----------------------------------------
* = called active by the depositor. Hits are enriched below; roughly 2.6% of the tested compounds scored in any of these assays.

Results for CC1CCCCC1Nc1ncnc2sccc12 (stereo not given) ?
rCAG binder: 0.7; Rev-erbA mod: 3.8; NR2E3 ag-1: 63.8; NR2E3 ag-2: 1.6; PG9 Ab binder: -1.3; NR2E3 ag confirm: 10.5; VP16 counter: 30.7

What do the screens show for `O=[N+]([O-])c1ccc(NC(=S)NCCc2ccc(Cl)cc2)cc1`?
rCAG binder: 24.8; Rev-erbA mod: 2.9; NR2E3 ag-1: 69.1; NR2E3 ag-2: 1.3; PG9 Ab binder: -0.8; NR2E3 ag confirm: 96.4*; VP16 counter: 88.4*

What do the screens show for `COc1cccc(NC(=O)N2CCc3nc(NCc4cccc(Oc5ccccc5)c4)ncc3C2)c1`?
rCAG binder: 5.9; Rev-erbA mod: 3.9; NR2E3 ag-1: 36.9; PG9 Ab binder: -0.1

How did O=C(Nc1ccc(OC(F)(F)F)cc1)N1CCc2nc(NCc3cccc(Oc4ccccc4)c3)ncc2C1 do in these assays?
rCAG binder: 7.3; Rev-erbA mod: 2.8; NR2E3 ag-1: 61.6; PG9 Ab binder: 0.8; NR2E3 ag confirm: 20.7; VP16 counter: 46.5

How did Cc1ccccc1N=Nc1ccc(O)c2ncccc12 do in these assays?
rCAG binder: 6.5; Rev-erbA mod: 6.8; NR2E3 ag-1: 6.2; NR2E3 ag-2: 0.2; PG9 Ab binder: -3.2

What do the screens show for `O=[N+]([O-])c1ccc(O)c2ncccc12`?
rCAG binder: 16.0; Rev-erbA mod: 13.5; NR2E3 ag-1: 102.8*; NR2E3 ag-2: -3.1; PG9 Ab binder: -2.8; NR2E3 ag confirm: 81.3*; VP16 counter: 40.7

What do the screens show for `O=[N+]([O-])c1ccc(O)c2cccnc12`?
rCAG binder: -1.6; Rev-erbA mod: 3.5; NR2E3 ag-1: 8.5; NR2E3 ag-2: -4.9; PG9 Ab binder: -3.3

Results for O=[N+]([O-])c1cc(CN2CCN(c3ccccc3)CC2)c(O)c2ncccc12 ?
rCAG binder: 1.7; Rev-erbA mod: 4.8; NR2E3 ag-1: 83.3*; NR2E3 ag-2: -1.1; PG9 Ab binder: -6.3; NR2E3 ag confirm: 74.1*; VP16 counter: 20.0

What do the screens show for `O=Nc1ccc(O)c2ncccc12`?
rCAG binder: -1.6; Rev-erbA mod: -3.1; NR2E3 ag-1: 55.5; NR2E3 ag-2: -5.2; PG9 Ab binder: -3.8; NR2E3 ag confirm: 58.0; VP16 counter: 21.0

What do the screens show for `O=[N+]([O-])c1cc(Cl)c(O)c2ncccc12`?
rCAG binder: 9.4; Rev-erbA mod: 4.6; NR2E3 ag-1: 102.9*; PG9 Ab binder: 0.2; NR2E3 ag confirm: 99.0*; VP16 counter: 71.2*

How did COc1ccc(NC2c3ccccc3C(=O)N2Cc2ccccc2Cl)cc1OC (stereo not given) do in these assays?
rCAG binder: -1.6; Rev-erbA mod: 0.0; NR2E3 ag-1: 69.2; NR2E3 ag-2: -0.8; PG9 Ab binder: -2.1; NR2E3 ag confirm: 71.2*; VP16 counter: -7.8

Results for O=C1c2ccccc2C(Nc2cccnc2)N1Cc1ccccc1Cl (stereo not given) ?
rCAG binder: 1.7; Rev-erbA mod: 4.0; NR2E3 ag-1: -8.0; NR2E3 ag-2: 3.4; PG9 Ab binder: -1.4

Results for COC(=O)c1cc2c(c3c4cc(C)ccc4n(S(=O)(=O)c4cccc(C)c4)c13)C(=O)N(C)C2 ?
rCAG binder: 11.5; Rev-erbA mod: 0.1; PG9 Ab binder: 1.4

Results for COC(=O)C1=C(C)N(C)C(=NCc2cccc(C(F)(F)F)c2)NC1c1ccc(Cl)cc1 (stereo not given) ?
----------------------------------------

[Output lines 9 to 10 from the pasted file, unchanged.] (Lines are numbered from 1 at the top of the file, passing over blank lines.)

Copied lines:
rCAG binder: 7.3; Rev-erbA mod: 2.8; NR2E3 ag-1: 61.6; PG9 Ab binder: 0.8; NR2E3 ag confirm: 20.7; VP16 counter: 46.5

How did Cc1ccccc1N=Nc1ccc(O)c2ncccc12 do in these assays?